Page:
Today, the World Trade Organization, together with the UN Environment Programme posted a report on trade and climate change that outlines how carbon border taxes may be consistent with WTO rules. It is a very careful discussion of relevant articles, their intent and interpretation, and related WTO cases (though no case has specifically dealt with climate change).
In some cases, the WTO-UNEP discussion reads like “on the one hand, and on the other.” The report is bound to provide environmental groups with ammunition to argue that CO2 border taxes are WTO-compliant. However, the issues and their legal precedents are not that clear-cut. What’s more likely is that the introduction of border taxes or similar measures will open up a flood of retaliatory actions and disputes.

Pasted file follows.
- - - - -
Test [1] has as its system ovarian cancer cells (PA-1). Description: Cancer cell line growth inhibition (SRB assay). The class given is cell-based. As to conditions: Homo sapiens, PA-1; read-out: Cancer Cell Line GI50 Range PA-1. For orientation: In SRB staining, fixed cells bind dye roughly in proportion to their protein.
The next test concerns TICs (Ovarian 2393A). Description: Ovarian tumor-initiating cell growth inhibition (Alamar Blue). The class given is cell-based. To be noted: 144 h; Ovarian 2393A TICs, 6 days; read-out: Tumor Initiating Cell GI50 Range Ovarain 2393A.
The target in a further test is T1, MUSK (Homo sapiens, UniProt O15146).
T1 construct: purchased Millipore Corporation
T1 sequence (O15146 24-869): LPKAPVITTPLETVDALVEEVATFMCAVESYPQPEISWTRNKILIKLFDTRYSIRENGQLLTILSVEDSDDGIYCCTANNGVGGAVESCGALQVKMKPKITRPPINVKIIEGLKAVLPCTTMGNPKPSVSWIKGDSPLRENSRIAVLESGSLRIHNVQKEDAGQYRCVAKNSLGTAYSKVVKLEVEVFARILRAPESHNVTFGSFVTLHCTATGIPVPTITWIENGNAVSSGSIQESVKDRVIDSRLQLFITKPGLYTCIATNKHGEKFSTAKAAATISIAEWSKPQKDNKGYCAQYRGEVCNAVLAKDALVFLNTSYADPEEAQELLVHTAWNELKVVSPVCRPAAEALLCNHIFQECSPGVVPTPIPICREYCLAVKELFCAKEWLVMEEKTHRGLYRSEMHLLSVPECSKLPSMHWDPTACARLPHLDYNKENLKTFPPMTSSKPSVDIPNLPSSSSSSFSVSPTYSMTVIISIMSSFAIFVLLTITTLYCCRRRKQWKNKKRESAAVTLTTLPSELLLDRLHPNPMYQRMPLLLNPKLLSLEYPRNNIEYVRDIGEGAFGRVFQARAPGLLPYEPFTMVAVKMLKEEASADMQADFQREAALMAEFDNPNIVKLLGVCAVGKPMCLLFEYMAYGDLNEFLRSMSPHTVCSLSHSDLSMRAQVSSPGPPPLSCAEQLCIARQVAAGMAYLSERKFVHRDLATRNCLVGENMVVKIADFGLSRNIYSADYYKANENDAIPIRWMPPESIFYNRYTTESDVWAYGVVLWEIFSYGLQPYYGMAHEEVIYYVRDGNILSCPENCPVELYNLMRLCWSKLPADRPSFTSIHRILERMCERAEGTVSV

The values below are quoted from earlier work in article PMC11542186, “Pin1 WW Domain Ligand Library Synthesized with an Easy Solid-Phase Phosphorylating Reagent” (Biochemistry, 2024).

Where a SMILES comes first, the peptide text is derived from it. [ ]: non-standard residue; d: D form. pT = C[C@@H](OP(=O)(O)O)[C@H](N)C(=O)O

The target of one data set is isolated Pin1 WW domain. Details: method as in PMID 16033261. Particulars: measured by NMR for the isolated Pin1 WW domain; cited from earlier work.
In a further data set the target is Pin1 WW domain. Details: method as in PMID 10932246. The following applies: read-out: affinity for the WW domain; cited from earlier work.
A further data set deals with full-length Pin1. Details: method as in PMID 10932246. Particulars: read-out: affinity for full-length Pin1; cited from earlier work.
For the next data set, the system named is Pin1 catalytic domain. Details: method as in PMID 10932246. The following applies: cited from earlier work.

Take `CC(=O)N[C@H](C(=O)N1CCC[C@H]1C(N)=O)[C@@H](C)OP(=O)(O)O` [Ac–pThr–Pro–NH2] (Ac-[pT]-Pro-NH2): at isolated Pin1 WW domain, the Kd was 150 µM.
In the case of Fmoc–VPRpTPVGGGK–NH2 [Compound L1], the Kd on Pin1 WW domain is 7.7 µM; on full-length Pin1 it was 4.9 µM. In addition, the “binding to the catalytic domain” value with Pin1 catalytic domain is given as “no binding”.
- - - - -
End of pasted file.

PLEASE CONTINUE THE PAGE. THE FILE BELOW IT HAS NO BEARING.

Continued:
Here’s a summary from the report of the relevant GATT and WTO rules:
If a particular measure is inconsistent with one of the core provisions of the GATT (e.g. Articles I, III or XI), it could still be justified under Article XX. Article XX lays out a number of specific instances in which WTO members may be exempted from GATT rules. Two exceptions are of particular relevance to the protection of the environment: paragraphs (b) and (g) of Article XX. According to these two paragraphs, WTO members may adopt policy measures that are inconsistent with GATT disciplines, but necessary to protect human, animal or plant life or health (paragraph (b)), or relating to the conservation of exhaustible natural resources (paragraph (g)).
The report was issued just as the U.S. House of Representatives was to begin consideration of the Waxman-Markey energy bill, which, according to Inside Trade (subscription required), will include a Ways and Means Manager’s Amendment with provisions for carbon border adjustments to address competitive and so-called leakage issues.